Gov. Phil Scott said today at a press conference he and his legal team “feel we are on very solid ground constitutionally” after the Town of Stamford voted Tuesday night to defy the governor’s emergency pandemic orders.
Stamford Selectboard member Dan Potvin confirmed Wednesday the board voted 3-2 on the following 12/29 agenda item: “Termination of Governor’s Emergency Order pursuant to V.S.A. Title 20 section 13(3) and implementation of local recommendations for safety and protection.”
At issue is a state law that seems to say that municipalities may overrule a governor’s executive order. According to St. Johnsbury attorney Deb Bucknam, “Vermont Statute Section 13(3) of Title 20 provides that the governor “shall” declare the state of emergency terminated in a municipality when the ‘majority of the legislative body of a municipality affected no longer desires that the state of emergency continue within its jurisdiction.’”
That doesn’t mean what you think it means, Scott administration legal counsel Jaye Pershing Johnson in effect replied. In an opinion given to Vermont Daily Dec. 9 by Scott press secretary Rebecca Kelley, Johnson said other state laws “clearly prohibit actions inconsistent with the Governor’s general direction and control of the emergency.” In particular she cites:
“20 V.S.A. § 16. Orders, rules and regulations – The towns and cities of the state and other agencies designated or appointed by the governor are authorized and empowered to make, amend and rescind such orders, rules, and regulations as may be necessary for emergency management purposes and to supplement the carrying out of the provisions of this chapter, but not inconsistent with any orders, rules or regulations promulgated by the governor or by any state agency exercising a power delegated to it by him or her. (Amended 1989, No. 252 (Adj. Sess.), § 14.)”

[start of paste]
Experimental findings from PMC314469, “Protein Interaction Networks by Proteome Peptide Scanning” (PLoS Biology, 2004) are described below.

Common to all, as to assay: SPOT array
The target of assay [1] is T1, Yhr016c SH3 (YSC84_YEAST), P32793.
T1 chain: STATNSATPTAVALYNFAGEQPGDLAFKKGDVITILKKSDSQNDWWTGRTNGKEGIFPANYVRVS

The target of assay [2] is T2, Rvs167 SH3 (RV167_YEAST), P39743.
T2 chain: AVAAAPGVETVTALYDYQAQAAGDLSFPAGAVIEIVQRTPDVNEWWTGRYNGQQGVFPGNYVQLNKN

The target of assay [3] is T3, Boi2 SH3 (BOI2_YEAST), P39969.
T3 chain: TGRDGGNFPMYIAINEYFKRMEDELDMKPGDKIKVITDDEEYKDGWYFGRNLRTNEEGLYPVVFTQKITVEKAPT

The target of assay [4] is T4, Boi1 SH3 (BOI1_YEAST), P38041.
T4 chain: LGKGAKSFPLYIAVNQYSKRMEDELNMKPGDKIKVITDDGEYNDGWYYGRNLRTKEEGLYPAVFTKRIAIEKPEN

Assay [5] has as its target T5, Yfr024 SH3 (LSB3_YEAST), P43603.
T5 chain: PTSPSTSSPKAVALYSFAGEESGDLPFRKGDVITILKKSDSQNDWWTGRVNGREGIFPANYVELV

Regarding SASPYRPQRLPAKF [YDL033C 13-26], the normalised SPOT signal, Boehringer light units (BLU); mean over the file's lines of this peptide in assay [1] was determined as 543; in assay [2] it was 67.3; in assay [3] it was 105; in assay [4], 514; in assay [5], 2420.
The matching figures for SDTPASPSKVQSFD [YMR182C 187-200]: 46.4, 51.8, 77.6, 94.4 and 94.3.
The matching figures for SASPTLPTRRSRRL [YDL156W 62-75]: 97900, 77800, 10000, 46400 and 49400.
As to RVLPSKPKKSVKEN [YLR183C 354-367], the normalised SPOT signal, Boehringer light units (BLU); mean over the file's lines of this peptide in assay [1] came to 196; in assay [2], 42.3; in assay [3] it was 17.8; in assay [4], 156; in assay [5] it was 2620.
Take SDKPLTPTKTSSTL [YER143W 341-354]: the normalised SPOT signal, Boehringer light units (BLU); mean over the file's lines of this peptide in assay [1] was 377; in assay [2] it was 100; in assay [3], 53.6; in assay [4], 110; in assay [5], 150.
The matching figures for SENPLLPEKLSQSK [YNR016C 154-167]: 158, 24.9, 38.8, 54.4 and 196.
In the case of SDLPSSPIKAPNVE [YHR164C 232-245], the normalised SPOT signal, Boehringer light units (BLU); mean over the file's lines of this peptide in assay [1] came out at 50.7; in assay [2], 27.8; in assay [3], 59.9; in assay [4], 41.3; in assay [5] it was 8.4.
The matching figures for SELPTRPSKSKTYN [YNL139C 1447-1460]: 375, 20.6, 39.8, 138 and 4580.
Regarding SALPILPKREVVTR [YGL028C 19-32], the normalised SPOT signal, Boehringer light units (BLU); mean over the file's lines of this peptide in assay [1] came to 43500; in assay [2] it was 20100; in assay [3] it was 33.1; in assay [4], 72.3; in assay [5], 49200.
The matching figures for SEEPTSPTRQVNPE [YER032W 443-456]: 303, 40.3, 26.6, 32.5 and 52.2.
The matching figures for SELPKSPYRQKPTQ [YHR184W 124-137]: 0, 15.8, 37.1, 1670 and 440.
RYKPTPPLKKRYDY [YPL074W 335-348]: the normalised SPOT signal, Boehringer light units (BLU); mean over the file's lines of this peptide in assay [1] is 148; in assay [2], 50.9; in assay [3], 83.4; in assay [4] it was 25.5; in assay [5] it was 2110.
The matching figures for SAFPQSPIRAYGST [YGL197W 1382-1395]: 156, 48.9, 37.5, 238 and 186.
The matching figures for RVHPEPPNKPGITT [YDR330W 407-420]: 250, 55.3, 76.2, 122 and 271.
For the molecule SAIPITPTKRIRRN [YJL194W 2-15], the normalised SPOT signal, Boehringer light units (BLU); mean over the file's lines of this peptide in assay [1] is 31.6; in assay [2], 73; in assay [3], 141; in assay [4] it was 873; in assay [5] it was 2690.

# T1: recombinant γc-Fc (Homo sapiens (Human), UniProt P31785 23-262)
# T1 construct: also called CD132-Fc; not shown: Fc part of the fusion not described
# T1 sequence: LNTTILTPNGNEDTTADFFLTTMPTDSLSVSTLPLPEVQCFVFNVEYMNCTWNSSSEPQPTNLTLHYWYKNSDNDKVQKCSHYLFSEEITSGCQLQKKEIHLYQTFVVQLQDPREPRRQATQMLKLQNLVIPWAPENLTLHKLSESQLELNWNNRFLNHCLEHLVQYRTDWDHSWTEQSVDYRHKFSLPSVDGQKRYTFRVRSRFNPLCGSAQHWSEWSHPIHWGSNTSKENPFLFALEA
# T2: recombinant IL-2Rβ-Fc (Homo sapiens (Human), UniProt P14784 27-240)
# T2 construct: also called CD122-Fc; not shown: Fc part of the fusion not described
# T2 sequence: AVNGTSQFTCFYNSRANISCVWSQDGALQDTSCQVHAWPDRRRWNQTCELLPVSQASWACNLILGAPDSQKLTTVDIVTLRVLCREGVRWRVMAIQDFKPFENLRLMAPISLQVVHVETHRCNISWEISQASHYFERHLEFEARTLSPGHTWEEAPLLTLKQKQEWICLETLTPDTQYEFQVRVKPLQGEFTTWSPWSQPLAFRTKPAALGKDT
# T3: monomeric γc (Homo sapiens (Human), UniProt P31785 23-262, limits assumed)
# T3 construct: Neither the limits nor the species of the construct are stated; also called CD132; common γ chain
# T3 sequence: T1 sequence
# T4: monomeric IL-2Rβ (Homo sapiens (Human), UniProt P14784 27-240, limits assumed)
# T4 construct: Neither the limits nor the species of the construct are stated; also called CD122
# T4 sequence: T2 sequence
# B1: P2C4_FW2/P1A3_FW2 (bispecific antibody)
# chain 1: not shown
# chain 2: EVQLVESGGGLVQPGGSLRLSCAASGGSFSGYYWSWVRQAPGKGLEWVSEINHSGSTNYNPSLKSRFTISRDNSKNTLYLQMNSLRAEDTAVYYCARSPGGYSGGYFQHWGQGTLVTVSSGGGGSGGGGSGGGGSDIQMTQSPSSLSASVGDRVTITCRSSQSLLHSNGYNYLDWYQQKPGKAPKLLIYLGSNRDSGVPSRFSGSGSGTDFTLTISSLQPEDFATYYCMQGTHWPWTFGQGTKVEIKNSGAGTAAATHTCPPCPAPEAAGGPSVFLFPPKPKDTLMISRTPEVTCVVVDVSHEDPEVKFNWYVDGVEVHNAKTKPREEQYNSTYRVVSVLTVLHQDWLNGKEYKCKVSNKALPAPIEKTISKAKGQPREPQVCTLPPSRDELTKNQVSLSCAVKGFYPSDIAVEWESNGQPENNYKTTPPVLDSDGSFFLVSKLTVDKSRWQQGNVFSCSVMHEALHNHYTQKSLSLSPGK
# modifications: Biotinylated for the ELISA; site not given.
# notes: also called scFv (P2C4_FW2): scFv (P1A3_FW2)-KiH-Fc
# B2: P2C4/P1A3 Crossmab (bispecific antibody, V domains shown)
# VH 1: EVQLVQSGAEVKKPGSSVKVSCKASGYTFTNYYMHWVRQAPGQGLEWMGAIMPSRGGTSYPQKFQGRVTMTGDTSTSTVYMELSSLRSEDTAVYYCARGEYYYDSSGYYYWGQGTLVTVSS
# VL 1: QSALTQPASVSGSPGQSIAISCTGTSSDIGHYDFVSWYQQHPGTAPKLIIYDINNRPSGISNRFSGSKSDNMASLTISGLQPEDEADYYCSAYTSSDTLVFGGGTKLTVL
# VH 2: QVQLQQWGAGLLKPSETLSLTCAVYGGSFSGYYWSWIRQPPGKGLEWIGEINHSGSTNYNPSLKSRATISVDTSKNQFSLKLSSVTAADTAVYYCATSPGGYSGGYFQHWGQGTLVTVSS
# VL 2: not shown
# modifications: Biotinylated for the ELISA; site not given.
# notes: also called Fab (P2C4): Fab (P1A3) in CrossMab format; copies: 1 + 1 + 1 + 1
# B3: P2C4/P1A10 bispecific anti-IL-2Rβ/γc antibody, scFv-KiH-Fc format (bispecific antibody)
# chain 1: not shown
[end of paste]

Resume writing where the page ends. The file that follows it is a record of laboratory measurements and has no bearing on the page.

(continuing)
In other words – the state’s emergency authority trumps municipalities’, Persing claims.
Not so, Bucknam responded via email with several legal arguments, including:
The 13(3) statute is unambiguous and must be allowed to take effect;
Use of the words “must” and “shall” make the actions mandatory;
Laws must not be construed in such a way as to make them ineffective.
Today, Scott seemed confident his lawyer has the better case. “I heard the Attorney General has weighed in and sent a letter to the town. Our general counsel feels we have nothing to be concerned about,” he said. “Just declaring it (the state of emergency) over doesn’t make it so. We still have an emergency on our hands.”
Minutes of the 12/29 meeting were not available at presstime.
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